If I have the following statements:

For Idempotent:

Since X * X = X, would that imply that ~X * ~X = ~X

For Dominance:

Since X + 1 = 1 would that imply that ~X + 1 = 1

  • 2
    $\begingroup$ You can easily check your statements using for example the method of truth tables. $\endgroup$ – Anton Trunov Mar 9 '16 at 19:42
  • $\begingroup$ Would this work also when simplifying any expression using Boolean theorems, in that case is truth? $\endgroup$ – user3395308 Mar 9 '16 at 19:52

The principle of substitution states that if $\varphi$ is a valid (fully parenthesized) formula in variables $x_1,\ldots,x_n$ and $e_1,\ldots,e_n$ are arbitrary expressions, then if we substitute $e_i$ for $x_i$ in $\varphi$ (you have to substitute all occurrences of $x_i$ by $e_i$) we still get a valid formula. You can apply this principle to your examples.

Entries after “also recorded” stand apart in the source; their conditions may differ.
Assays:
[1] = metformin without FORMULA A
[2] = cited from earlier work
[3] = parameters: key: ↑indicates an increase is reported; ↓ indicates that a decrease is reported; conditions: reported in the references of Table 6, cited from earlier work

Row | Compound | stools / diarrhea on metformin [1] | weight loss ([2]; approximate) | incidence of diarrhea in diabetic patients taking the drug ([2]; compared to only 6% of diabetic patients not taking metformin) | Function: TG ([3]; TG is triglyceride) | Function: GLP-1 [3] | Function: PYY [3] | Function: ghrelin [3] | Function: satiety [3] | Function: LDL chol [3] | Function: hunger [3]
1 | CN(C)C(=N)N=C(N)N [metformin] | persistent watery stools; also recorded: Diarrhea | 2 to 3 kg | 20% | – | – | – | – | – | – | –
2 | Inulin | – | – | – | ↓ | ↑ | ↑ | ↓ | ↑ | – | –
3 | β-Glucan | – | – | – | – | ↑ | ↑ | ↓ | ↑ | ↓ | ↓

Perhaps the principle will become easier to understand if we take an example from algebra. Consider the identity $(x+y)(x-y) = x^2-y^2$. If we substitute $2a$ for $x$ and $1+a$ for $y$ then we get $((2a)+(1+a))((2a)-(1+a)) = (2a)^2-(1+a)^2$, which is still valid. The same happens in your case.


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